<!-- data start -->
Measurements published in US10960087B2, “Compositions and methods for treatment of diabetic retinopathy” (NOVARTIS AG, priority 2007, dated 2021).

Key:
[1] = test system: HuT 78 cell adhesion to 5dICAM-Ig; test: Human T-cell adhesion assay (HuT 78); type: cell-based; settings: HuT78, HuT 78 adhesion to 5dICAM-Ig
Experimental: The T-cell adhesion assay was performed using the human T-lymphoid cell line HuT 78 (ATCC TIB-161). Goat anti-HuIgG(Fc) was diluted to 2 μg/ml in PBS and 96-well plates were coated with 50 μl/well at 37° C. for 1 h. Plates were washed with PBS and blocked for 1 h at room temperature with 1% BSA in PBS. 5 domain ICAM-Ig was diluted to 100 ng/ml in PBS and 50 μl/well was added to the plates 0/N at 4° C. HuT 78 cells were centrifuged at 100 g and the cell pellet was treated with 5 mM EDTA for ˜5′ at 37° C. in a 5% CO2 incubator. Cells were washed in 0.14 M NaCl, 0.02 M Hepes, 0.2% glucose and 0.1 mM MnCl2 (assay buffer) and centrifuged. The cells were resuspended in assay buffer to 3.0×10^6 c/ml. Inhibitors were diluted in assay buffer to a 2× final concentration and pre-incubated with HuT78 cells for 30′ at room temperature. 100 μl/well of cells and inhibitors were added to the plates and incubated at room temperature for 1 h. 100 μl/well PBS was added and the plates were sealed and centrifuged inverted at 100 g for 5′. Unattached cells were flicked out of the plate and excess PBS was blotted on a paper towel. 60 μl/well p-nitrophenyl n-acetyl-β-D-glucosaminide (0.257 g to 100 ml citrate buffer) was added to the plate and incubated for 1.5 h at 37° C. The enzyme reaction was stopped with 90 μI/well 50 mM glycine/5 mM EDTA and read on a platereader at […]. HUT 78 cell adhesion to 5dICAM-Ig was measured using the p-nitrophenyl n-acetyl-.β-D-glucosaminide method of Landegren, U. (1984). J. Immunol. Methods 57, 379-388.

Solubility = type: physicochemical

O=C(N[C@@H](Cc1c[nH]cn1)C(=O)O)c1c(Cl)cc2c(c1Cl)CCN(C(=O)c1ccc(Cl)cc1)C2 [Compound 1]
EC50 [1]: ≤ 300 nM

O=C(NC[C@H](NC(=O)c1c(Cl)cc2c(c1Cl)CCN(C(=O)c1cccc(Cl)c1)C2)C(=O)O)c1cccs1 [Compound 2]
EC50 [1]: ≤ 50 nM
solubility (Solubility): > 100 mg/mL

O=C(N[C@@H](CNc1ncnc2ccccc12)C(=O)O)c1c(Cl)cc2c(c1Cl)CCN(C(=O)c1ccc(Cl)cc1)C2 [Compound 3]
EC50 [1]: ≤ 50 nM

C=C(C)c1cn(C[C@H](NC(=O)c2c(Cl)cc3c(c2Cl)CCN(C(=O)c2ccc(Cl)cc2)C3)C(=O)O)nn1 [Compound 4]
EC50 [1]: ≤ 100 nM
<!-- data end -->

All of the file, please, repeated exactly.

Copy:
Measurements published in US10960087B2, “Compositions and methods for treatment of diabetic retinopathy” (NOVARTIS AG, priority 2007, dated 2021).

Key:
[1] = test system: HuT 78 cell adhesion to 5dICAM-Ig; test: Human T-cell adhesion assay (HuT 78); type: cell-based; settings: HuT78, HuT 78 adhesion to 5dICAM-Ig
Experimental: The T-cell adhesion assay was performed using the human T-lymphoid cell line HuT 78 (ATCC TIB-161). Goat anti-HuIgG(Fc) was diluted to 2 μg/ml in PBS and 96-well plates were coated with 50 μl/well at 37° C. for 1 h. Plates were washed with PBS and blocked for 1 h at room temperature with 1% BSA in PBS. 5 domain ICAM-Ig was diluted to 100 ng/ml in PBS and 50 μl/well was added to the plates 0/N at 4° C. HuT 78 cells were centrifuged at 100 g and the cell pellet was treated with 5 mM EDTA for ˜5′ at 37° C. in a 5% CO2 incubator. Cells were washed in 0.14 M NaCl, 0.02 M Hepes, 0.2% glucose and 0.1 mM MnCl2 (assay buffer) and centrifuged. The cells were resuspended in assay buffer to 3.0×10^6 c/ml. Inhibitors were diluted in assay buffer to a 2× final concentration and pre-incubated with HuT78 cells for 30′ at room temperature. 100 μl/well of cells and inhibitors were added to the plates and incubated at room temperature for 1 h. 100 μl/well PBS was added and the plates were sealed and centrifuged inverted at 100 g for 5′. Unattached cells were flicked out of the plate and excess PBS was blotted on a paper towel. 60 μl/well p-nitrophenyl n-acetyl-β-D-glucosaminide (0.257 g to 100 ml citrate buffer) was added to the plate and incubated for 1.5 h at 37° C. The enzyme reaction was stopped with 90 μI/well 50 mM glycine/5 mM EDTA and read on a platereader at […]. HUT 78 cell adhesion to 5dICAM-Ig was measured using the p-nitrophenyl n-acetyl-.β-D-glucosaminide method of Landegren, U. (1984). J. Immunol. Methods 57, 379-388.

Solubility = type: physicochemical

O=C(N[C@@H](Cc1c[nH]cn1)C(=O)O)c1c(Cl)cc2c(c1Cl)CCN(C(=O)c1ccc(Cl)cc1)C2 [Compound 1]
EC50 [1]: ≤ 300 nM

O=C(NC[C@H](NC(=O)c1c(Cl)cc2c(c1Cl)CCN(C(=O)c1cccc(Cl)c1)C2)C(=O)O)c1cccs1 [Compound 2]
EC50 [1]: ≤ 50 nM
solubility (Solubility): > 100 mg/mL

O=C(N[C@@H](CNc1ncnc2ccccc12)C(=O)O)c1c(Cl)cc2c(c1Cl)CCN(C(=O)c1ccc(Cl)cc1)C2 [Compound 3]
EC50 [1]: ≤ 50 nM

C=C(C)c1cn(C[C@H](NC(=O)c2c(Cl)cc3c(c2Cl)CCN(C(=O)c2ccc(Cl)cc2)C3)C(=O)O)nn1 [Compound 4]
EC50 [1]: ≤ 100 nM